InnovationLab exterior

InnovationLab Helps Rural Businesses

Tuolumne General Hospital opened its doors in 1849, serving miners in the gold fields of California. By some accounts, the town of Sonora – now the county seat – was founded to address the miners’ urgent need for health care. TGH had six different homes over the years, from the canvas tent in which it began, to its final location in a three story brick building close to downtown Sonora. However, after over one hundred and fifty years of service, the hospital itself was dying. In 2007, with competition from a new medical facility across town and years of multi-million dollar budget deficits, the Board of Supervisors voted to shut the hospital down.

InnovationLab Common Area
Common Area

In the summer of 2014, Tuolumne General’s third floor came back to life, as home to a new InnovationLab and Maker Space. Spearheaded by the Tuolumne County Economic Development Authority (TCEDA), the InnovationLab is a place where people with common interests in science, technology, digital media or electronics can meet, socialize and collaborate. It provides innovators, entrepreneurs and makers throughout the Central California foothills with access to tools and resources like a 100 mbps Internet connection, 3-D printers, gaming and application development computers and software, video studio, electronics lab, and prototyping metal work and wood shops.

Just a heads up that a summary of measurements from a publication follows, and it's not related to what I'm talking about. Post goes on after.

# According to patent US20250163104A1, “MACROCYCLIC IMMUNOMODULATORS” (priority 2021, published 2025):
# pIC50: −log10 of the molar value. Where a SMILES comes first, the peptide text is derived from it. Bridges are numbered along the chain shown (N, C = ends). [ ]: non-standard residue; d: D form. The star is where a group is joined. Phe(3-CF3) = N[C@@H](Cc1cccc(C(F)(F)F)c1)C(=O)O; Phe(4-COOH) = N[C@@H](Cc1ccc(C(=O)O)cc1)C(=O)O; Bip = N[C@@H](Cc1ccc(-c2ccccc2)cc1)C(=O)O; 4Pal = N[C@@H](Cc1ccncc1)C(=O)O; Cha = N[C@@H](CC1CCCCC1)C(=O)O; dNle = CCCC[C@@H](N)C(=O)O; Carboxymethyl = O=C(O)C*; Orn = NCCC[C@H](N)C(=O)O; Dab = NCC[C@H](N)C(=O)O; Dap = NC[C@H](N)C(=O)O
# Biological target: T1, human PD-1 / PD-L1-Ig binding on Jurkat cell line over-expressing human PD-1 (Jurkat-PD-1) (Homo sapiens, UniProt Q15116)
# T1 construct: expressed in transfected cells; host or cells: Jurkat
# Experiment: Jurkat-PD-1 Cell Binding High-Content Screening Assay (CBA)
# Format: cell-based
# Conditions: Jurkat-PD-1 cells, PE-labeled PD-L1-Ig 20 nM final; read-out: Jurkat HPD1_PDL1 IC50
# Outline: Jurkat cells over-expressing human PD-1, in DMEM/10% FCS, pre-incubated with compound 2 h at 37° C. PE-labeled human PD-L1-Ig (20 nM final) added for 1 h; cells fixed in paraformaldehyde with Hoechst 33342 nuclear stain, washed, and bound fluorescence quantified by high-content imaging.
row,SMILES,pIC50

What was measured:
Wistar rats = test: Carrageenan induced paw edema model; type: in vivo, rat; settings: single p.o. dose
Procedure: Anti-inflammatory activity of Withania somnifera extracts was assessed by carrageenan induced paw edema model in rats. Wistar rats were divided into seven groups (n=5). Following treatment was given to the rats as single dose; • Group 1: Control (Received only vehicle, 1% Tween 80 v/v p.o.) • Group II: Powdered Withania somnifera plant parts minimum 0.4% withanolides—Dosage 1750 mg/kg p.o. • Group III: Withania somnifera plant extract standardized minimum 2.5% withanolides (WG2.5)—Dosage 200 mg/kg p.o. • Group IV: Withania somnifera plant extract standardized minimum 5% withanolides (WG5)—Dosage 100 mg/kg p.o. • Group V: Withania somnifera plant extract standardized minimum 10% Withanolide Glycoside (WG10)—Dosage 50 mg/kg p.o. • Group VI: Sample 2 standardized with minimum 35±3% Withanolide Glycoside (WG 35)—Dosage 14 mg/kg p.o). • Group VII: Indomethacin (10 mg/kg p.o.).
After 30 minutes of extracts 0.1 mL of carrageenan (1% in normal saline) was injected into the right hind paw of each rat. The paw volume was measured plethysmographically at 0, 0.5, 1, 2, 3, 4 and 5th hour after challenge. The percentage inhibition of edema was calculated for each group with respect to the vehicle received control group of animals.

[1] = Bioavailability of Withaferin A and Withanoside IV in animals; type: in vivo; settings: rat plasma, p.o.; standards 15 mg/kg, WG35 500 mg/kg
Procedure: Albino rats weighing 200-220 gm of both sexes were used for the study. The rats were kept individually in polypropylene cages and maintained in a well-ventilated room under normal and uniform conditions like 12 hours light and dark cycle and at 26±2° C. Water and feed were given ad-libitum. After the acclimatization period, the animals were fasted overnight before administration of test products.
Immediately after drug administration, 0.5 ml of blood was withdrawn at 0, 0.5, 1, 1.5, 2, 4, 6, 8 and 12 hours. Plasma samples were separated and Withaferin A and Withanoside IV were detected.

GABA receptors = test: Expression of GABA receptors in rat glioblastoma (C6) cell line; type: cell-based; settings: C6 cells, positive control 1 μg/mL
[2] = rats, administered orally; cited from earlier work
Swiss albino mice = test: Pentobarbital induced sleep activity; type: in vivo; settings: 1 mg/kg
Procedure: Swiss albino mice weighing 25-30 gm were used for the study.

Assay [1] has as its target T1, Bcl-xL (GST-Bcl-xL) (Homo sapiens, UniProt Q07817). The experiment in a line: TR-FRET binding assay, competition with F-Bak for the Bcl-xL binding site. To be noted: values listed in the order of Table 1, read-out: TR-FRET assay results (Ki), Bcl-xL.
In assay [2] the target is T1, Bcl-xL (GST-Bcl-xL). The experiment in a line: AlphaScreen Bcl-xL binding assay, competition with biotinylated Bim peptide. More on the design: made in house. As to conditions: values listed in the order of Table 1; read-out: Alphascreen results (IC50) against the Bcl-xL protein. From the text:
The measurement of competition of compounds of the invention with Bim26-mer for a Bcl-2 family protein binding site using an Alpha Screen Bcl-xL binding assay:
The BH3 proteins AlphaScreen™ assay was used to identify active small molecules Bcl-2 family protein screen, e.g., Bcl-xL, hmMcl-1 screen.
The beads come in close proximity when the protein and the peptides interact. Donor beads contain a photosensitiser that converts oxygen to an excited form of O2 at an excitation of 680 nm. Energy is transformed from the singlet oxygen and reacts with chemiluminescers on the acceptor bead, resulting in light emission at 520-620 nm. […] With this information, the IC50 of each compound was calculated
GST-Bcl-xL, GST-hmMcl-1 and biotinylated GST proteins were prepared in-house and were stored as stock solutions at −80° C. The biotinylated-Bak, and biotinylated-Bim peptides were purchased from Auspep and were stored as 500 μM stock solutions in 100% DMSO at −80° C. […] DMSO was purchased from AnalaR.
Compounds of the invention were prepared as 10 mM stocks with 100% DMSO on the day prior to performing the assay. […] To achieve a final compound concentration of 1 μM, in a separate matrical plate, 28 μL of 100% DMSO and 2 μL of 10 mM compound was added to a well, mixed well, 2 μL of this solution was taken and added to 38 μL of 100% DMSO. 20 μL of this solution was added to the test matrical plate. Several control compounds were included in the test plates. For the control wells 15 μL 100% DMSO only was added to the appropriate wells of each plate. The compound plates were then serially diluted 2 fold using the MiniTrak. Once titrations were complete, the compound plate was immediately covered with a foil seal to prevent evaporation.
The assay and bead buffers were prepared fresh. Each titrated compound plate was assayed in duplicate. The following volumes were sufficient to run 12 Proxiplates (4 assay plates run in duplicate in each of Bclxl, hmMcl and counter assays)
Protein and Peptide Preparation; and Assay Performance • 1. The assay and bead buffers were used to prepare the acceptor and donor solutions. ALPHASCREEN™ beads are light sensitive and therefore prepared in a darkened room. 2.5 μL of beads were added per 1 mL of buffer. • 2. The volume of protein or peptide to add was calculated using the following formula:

According to Larry Cope, Director of Economic Development for the TCEDA, “The reason we’re doing all of this is we want businesses to start, build, grow and stay in Tuolumne County. We want to develop an economic base of startup businesses that flow out of the InnovationLab.”

InnovationLab Electronics Lab
Electronics Lab

Access to the InnovationLab is by membership, with monthly pricing between $35 and $65. Daily drop ins and private offices are also available. It remains to be seen how successful the InnovationLab will be in attracting individual members, but the space is now being used by two programs based at the nearest university, the University of California at Merced. Through the UC Merced Blum Center for Developing Economies, UC Merced students and staff have access to the InnovationLab, allowing them to build relationships and collaborate with community members, as well as students and faculty from the local Columbia College.

The InnovationLab also houses the Sonora offices of the Alliance Small Business Development Center, based at UC Merced. This national program provides low and no-cost business consulting services and classes for small business owners. Two of the SBDC’s primary goals are capital infusion and job creation for local businesses, which fits well with the economic development goals of the InnovationLab.

Tuolumne County can use the economic help. With a population of 54,000 spread over 2,200 square miles, it’s one of California’s most rural counties. Its roots are in mining and timber, making it an unlikely spot for high-tech. However, its proximity to the San Francisco Bay Area and Silicon Valley (a 2½ hour drive) have brought tourists, telecommuters and vacation home buyers who expect a higher level of connectivity and business services. And government agencies such as the TCEDA are actively working to create a 21st century business environment.

Because of distance and terrain, there are areas of the county that will always remain untouched and unconnected. One third of Yosemite National Park is within Tuolumne County, as is the northern approach to the park entrance. These areas of wilderness are just as important to the county’s character as are its population centers. Both must be managed with care and innovation in order for Tuolumne County to thrive.

Originally published on Small Biz Survival.

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